This study aimed to characterize the structural, ultrastructural, and immunohistochemical changes in alloxan-induced diabetic rat cerebellar cortex and to determine the possible protective effect of vitamin E.
Materials and methods
Experimental animals and design
Twenty-four adult male albino rat weighing 150–250▒g were selected from the animal house of the Mansoura faculty of pharmacy for use in this study. Blood specimens were aspirated from the tail veins of all rats to measure the fasting blood glucose levels before alloxan injection to ensure that the rats were normoglycemic 13.
The animals were housed in single cages at 20°C on a 12▒h light/dark cycle and had free access to food and water. The animals were divided into three equal groups at random: group A (control), group B (alloxan-induced diabetic rats), and group C (alloxan-induced diabetic rats that received vitamin E). In rats of groups B and C, diabetes was induced by a single intraperitoneal injection of a freshly prepared aqueous solution of alloxan monohydrate (Sigma-Aldrich, Dorset, UK) at a dose of 150▒mg/kg body weight 13. Three days after induction, blood glucose levels from the tail veins were measured using blood glucose test strips (Finetest-autocoding Premium; Infopia Co. Ltd, Korea) and only rats with blood glucose levels above 200▒mg/dl were considered for further experiments 13–15. The control animals, group A, received equal amounts of isotonic saline intraperitoneally 13.
Vitamin E (Pharco, Alexandria, Egypt) was administered by an intragastric tube to the diabetic animals of group C, at a dose of 100▒mg/kg, once daily for 8 weeks 16.
After 8 weeks, the animals of all groups were perfused through the heart apex with 100▒ml isotonic saline, followed by 250▒ml of 2.5% glutaraldehyde in 0.1▒mol/l cacodylate buffer (pH 7.3). The rats were then sacrificed and the cerebellum was removed immediately.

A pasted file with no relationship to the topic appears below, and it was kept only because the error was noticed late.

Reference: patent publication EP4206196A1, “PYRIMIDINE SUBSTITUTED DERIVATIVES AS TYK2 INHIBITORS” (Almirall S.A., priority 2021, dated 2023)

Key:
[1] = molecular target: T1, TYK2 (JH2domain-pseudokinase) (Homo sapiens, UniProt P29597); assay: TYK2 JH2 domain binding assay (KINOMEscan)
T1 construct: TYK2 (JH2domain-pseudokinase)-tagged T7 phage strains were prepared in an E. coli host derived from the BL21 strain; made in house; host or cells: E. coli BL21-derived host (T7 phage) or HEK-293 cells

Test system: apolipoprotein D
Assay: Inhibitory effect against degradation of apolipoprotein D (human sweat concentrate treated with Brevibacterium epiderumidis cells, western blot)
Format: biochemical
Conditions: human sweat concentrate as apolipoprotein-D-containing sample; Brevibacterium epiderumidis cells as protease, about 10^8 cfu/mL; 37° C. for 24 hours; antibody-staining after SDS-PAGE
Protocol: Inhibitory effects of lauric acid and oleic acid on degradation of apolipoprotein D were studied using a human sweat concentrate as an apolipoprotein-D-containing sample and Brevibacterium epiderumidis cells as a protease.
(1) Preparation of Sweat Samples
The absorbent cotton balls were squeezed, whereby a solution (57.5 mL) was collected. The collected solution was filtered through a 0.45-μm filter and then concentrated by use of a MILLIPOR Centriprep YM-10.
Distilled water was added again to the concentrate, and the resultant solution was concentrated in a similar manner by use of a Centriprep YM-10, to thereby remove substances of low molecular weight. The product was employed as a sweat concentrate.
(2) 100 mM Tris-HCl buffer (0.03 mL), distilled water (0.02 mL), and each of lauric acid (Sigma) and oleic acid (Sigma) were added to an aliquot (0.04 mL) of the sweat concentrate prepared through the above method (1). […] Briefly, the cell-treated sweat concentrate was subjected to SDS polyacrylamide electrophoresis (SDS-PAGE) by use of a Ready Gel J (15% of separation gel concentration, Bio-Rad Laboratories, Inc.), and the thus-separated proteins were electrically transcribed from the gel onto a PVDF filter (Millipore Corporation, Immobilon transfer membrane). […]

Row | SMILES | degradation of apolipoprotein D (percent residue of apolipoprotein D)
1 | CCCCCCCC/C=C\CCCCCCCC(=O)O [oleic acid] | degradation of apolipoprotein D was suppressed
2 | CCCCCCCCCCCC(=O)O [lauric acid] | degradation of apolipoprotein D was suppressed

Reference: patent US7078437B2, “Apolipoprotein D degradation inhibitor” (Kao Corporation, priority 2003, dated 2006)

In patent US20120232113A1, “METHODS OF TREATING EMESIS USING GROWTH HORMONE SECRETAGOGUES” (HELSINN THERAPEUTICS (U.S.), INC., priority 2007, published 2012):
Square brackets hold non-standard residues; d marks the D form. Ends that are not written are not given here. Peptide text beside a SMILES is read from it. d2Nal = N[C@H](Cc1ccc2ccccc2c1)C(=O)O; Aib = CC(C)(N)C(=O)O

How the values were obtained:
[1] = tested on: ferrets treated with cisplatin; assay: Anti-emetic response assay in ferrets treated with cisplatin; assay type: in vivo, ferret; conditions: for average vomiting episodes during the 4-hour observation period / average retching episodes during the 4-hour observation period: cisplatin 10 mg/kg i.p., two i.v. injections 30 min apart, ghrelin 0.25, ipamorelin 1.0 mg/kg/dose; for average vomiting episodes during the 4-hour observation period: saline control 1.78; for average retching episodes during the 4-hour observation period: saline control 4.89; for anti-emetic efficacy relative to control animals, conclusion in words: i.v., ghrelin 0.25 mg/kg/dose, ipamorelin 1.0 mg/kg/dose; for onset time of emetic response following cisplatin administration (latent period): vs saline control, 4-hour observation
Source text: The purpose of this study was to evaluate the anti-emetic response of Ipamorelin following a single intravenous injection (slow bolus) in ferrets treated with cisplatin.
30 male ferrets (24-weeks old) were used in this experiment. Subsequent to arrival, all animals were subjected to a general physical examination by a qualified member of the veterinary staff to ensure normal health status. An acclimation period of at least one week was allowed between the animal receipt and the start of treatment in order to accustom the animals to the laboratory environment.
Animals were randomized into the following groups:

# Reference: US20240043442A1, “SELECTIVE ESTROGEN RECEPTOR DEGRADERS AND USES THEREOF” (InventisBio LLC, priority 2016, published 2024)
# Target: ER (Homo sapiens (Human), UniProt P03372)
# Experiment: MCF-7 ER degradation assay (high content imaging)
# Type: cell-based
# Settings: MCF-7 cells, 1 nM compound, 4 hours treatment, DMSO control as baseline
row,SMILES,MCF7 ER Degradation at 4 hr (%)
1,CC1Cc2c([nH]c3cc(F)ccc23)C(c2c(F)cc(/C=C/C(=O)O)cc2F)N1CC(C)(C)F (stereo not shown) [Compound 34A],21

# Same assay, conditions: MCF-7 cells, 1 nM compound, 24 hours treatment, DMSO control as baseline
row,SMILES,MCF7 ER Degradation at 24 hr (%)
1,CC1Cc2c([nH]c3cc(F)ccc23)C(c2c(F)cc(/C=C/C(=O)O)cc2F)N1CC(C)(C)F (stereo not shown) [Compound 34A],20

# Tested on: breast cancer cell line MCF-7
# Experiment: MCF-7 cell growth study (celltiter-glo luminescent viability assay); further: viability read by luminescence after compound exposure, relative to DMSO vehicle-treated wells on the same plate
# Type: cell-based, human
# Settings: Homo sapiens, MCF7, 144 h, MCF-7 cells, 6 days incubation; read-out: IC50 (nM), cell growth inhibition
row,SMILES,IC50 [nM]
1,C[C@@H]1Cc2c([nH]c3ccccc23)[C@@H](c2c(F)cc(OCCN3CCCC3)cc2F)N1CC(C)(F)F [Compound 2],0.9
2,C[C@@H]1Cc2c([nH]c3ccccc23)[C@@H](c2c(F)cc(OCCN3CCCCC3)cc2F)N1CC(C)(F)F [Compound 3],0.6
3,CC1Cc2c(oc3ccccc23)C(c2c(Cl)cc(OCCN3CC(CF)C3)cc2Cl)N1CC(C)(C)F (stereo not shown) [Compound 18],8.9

Light microscopic study
The cerebellum was cut and fixed in 10% neutral-buffered formalin and processed for light microscopic study to obtain paraffin sections of 5▒µm thickness. Sections were stained with:
- Immunohistochemical staining (Purchased from Lab Vision, Michigan, USA) for GFAP of astrocytes.
Serial paraffin sections of 5▒µm thickness were deparaffinized and dehydrated, including positive control sections from the rat cerebral white matter. The endogenous peroxidase activity was blocked with 0.05% hydrogen peroxide in absolute alcohol for 30▒min. The slides were washed for 5▒min in PBS at pH 7.4. To unmask the antigenic sites, sections were placed in 0.01▒mol/l citrate buffer (pH 6) in a microwave for 5▒min. The slides were incubated in 1% BSA dissolved in PBS for 30▒min at 37°C in order to prevent nonspecific background staining. Two drops of ready-to-use primary antibodies were applied to the sections, except for the negative control; then they were incubated for 1½▒h at room temperature. GFAP was applied to the sections. The slides were rinsed with PBS, and then incubated for 1▒h with anti-mouse immunoglobulins (secondary antibody) conjugated to a peroxidase-labeled dextran polymer (Dako, Denmark). In order to detect the reaction, the slides were incubated in 3,3-diaminobenzidine for 15▒min. The slides were counterstained by Mayer’s hematoxylin, and then dehydrated, cleared, and mounted by DPX 17.